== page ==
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Silk Roads and China Ships

   2016    History
Michael Wood tells the tale of China's first great international age under the Tang Dynasty (618-907). From the picturesque old city of Luoyang, he travels along the Silk Road to the bazaars of central Asia and into India on the track of the Chinese monk who brought Buddhism back to China. This tale is still loved by the Chinese today and is brought to life by storytellers, films and shadow puppet plays. Then in the backstreets and markets of Xi'an, Michael meets descendants of the traders from central Asia and Persia who came into China on the Silk Road. He talks to Chinese Muslims in the Great Mosque and across town hears the amazing story of the first reception of Christianity in 635. Moving south, Michael sees the beginnings of China as an economic giant. On the Grand Canal, a lock built in 605 still handles 800 barges every day! The film tracks the rise of the silk industry and the world's favourite drink - tea. Michael looks too at the spread of Chinese script, language and culture across east Asia. 'China's influence on the East was as profound as Rome on the Latin West', he says, 'and still is today'. Finally, the film tells the intense drama of the fall of the Tang. Among the eyewitnesses were China's greatest poets. In a secondary school in a dusty village, where the Chinese Shakespeare - Du Fu - is buried in the grounds, the pupils take Michael through one famous poem about loss and longing as the dynasty falls. And in that ordinary classroom, there is a sense of the amazing drama and the deep-rooted continuities of Chinese culture.
Series: The Story of China

What is the World Made of

   2010    History
In this episode, Michael demonstrates how our society is built on our search to find the answer to what makes up everything in the material world. This is a story that moves from the secret labs of the alchemists and their search for gold by the stone of the philosophers to the creation of the world's first synthetic dye - Purple - and onto the invention of the transistor. This quest may seem abstract and highly theoretical. Yet it has delivered the greatest impact on humanity. By trying to answer this question, scientists have created theories from elements to atoms, and the strange concepts of quantum physics that underpin our modern, technological world.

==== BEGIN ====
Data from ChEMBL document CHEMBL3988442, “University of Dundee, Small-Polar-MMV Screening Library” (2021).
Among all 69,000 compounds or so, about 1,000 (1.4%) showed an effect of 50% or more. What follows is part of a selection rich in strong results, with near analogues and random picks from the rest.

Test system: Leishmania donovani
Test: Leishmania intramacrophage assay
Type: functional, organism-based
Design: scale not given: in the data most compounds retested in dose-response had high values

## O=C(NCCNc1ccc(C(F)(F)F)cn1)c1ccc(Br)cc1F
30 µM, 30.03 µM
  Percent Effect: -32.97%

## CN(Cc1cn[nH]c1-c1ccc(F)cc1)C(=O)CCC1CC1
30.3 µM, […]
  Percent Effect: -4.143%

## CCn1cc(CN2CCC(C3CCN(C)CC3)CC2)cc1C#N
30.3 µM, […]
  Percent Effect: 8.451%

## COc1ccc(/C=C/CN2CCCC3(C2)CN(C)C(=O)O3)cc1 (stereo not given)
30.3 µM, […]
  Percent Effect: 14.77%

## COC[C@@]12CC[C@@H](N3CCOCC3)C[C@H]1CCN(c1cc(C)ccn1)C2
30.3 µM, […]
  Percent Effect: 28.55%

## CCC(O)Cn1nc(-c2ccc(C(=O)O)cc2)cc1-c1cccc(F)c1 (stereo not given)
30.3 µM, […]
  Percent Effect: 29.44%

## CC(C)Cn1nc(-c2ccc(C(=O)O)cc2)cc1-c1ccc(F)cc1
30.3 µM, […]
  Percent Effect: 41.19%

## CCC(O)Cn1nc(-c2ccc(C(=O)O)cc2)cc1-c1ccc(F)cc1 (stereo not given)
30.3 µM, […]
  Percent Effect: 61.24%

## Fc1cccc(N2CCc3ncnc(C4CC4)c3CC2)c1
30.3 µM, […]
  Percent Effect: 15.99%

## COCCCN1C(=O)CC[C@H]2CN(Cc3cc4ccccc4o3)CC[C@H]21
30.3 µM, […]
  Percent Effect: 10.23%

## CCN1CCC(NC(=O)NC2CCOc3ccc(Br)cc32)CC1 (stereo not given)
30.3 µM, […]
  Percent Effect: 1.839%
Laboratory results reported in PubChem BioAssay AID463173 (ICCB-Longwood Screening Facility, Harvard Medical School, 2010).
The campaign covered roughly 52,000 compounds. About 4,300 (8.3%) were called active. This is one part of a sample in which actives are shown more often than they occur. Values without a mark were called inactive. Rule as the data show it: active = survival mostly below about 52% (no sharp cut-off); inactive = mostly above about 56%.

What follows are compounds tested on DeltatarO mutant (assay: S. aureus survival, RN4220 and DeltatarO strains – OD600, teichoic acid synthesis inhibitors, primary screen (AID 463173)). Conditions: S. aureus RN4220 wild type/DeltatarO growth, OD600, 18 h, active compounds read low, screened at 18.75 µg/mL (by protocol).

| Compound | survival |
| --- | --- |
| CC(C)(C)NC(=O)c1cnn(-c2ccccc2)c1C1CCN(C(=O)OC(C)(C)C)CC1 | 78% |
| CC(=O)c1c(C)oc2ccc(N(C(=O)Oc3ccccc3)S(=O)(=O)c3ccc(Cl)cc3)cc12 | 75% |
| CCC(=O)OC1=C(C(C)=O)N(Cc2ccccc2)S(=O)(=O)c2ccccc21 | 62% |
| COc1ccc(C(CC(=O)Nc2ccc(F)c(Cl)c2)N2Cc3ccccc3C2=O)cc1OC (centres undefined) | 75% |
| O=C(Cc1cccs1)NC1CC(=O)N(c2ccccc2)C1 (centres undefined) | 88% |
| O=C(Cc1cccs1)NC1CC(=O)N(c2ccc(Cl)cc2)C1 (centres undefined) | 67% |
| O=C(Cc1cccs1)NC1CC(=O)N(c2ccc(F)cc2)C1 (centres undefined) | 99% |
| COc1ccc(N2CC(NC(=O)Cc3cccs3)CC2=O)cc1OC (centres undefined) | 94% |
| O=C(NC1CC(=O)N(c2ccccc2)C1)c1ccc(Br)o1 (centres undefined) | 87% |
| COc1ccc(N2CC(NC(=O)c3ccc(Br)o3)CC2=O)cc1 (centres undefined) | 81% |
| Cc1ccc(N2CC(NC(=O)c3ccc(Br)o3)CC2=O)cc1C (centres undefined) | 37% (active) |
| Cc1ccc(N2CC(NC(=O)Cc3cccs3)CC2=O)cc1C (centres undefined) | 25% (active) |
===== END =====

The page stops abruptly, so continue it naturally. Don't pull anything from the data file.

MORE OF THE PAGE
Series: The Story of Science

The Last Empire

   2016    History
China's last empire, the Qing, lasted from 1644 to 1912. It began in violence and war as the Manchus swept down from the north, but invaders became emperors, with three generations of one family ruling the country. Among them, Michael Wood argues, was China's greatest emperor - Kangxi. Under the Qing, China doubled in size to include Xinjiang in the far west, as well as Mongolia and Tibet, creating the essential shape of China today. The new dynasty tolerated a diversity of cultures and religions, including Islam. In Kaifeng, Michael visits a women's mosque with a female imam, a delightful scene that ends with laughter and selfies! The Qing also undertook huge cultural enterprises. At a traditional printing house where the wood blocks are hand-carved, we see how the Complete Tang Poems were reproduced - all 48,000 of them. We travel through the wintry countryside to a remote village where a hardy audience watch open-air opera in the snow and visit a painter's studio, and 'storytelling' houses in Yangzhou. In the 18th century, China was arguably the greatest economy in the world, and we get a fabulous sense of the rich culture that came with prosperity. But then came the clash with the British, in the first Opium War, when a British expedition destroyed the Qing navy and extracted territory and trading rights. We leave with a glimpse of the future. 'Every dynasty has risen and declined,' says Michael, 'and has needed new life to regenerate, and this time the catalyst was the British.' Among the ports China ceded was an almost uninhabited island, Hong Kong, one of today's greatest financial centres, and Shanghai, a small town then but now one of the greatest cities in world.